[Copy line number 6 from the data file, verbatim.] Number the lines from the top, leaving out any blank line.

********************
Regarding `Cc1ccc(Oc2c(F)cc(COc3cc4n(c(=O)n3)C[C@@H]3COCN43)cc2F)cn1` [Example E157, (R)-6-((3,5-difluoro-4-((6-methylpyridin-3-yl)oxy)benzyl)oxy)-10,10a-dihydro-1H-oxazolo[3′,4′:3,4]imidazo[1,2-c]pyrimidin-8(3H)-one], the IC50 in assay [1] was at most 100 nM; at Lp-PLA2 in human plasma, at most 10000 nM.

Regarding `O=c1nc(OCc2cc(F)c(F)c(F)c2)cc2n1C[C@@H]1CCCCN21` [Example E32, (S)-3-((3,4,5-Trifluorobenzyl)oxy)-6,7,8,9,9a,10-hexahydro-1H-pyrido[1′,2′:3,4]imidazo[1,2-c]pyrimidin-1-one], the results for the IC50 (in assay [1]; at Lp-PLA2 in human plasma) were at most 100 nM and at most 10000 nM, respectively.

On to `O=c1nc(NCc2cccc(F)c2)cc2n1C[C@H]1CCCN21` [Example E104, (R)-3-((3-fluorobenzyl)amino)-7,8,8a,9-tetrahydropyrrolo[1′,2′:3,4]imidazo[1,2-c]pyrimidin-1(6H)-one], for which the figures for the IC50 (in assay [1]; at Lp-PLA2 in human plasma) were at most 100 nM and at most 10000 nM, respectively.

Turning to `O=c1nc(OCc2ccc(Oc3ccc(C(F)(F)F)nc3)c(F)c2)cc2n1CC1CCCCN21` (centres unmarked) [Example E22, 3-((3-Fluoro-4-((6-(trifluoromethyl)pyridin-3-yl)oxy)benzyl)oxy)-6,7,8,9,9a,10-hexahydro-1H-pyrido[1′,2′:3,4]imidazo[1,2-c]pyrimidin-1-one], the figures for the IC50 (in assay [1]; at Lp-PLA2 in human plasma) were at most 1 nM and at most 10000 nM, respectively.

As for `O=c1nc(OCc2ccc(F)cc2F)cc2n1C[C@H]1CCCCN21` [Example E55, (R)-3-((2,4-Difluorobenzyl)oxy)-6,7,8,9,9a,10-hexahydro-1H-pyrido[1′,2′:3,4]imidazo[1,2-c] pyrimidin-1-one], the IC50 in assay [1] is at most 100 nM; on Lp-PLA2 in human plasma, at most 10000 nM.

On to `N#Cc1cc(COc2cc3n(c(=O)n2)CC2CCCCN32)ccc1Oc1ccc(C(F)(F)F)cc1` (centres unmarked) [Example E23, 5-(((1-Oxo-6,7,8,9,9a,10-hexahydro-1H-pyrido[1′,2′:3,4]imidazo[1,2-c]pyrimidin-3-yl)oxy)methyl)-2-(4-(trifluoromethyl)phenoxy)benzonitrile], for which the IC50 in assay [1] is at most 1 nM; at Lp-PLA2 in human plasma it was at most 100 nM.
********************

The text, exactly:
On to `N#Cc1cc(COc2cc3n(c(=O)n2)CC2CCCCN32)ccc1Oc1ccc(C(F)(F)F)cc1` (centres unmarked) [Example E23, 5-(((1-Oxo-6,7,8,9,9a,10-hexahydro-1H-pyrido[1′,2′:3,4]imidazo[1,2-c]pyrimidin-3-yl)oxy)methyl)-2-(4-(trifluoromethyl)phenoxy)benzonitrile], for which the IC50 in assay [1] is at most 1 nM; at Lp-PLA2 in human plasma it was at most 100 nM.